Athletic training facilities have been described in terms of general design concepts and from operational perspectives. However, the size and scope of athletic training facilities, along with staffing at different levels of intercollegiate competition, have not been quantified.   To define the size and scope of athletic training facilities and staffing levels at various levels of intercollegiate competition. To determine if differences existed in facilities (eg, number of facilities, size of facilities) and staffing (eg, full time, part time) based on the level of intercollegiate competition.   Cross-sectional study.   Web-based survey.   Athletic trainers (ATs) who were knowledgeable about the size and scope of athletic training programs.   Athletic training facility size in square footage; the AT's overall facility satisfaction; athletic training facility component spaces, including satellite facilities, game-day facilities, offices, and storage areas; and staffing levels, including full-time ATs, part-time ATs, and undergraduate students.   The survey was completed by 478 ATs (response rate = 38.7%) from all levels of competition. Sample means for facilities were 3124.7 ± 4425 ft 2 (290.3 ± 411 m 2 ) for the central athletic training facility, 1013 ± 1521 ft 2 (94 ± 141 m 2 ) for satellite athletic training facilities, 1272 ± 1334 ft 2 (118 ± 124 m 2 ) for game-day athletic training facilities, 388 ± 575 ft 2 (36 ± 53 m 2 ) for athletic training offices, and 424 ± 884 ft 2 (39 ± 82 m 2 ) for storage space. Sample staffing means were 3.8 ± 2.5 full-time ATs, 1.6 ± 2.5 part-time ATs, 25 ± 17.6 athletic training students, and 6.8 ± 7.2 work-study students. Division I schools had greater resources in multiple categories (P facilities in recent years was common, and almost half of ATs reported that upgrades have been approved for the near future.   This study provides benchmark descriptive data on athletic training staffing and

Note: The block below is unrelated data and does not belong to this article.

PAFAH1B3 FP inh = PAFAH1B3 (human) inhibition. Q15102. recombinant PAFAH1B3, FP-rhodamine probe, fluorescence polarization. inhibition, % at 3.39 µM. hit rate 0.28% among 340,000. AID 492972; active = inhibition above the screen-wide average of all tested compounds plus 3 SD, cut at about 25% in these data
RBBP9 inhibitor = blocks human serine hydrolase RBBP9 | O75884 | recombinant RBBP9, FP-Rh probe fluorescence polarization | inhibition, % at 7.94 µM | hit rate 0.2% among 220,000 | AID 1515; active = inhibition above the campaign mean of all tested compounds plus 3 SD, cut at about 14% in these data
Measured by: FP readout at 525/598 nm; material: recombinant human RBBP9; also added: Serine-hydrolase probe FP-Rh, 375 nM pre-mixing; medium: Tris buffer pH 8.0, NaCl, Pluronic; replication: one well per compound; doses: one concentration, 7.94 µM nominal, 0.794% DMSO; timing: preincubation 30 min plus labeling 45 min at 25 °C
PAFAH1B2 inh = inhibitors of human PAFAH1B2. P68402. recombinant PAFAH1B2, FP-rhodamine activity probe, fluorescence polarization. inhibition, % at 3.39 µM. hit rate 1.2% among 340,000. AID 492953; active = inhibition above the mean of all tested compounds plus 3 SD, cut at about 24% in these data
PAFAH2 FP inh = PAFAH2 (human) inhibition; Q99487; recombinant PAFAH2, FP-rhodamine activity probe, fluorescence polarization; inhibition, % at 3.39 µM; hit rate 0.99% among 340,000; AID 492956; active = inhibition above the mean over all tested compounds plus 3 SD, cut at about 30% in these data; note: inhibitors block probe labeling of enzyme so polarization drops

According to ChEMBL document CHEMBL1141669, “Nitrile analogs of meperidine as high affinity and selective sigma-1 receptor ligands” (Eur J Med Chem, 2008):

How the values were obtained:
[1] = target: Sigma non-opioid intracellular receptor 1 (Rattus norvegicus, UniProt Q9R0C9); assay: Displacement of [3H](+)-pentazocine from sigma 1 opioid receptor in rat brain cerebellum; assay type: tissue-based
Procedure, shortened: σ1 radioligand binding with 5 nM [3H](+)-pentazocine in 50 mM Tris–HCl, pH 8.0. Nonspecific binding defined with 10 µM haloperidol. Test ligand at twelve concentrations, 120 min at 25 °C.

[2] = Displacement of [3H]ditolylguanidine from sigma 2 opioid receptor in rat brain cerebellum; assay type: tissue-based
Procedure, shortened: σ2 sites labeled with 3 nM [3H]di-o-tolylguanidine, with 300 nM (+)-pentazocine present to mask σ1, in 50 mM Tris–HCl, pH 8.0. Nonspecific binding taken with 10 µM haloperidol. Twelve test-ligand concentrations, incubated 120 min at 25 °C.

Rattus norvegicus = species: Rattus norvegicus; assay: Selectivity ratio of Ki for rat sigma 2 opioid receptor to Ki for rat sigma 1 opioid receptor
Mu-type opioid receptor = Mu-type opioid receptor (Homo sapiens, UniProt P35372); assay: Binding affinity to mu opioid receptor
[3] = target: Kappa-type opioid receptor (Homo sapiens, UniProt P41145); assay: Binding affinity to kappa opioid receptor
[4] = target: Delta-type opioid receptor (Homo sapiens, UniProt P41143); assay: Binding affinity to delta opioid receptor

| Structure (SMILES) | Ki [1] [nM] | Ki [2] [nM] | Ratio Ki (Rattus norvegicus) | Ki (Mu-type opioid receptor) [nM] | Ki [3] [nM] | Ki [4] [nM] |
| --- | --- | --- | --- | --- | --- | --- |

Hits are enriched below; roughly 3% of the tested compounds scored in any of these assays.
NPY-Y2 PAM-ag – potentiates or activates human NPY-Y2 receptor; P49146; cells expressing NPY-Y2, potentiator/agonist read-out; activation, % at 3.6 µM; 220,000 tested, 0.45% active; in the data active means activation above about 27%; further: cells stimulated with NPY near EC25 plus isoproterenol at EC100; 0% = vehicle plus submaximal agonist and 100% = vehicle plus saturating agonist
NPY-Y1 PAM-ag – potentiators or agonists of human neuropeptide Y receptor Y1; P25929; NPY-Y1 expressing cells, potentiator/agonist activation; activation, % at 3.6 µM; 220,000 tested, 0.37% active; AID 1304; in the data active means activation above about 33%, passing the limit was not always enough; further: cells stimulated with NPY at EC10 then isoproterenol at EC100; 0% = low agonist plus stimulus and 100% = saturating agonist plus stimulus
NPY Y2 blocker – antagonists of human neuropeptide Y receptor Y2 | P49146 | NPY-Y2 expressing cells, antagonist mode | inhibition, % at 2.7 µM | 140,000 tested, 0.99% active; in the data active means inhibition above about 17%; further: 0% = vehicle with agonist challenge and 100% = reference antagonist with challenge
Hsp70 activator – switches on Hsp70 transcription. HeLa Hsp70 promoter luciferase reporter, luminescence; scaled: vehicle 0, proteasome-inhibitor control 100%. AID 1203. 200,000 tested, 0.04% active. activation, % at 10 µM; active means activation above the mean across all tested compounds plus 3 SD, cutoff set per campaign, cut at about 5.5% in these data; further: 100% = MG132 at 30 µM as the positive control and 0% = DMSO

17. Digitisation of Lace Catalogues and Patterns at the Idrija Municipal Museum and Lace School

    Directory of Open Access Journals (Sweden)

    Mirjam Gnezda Bogataj

    2013-09-01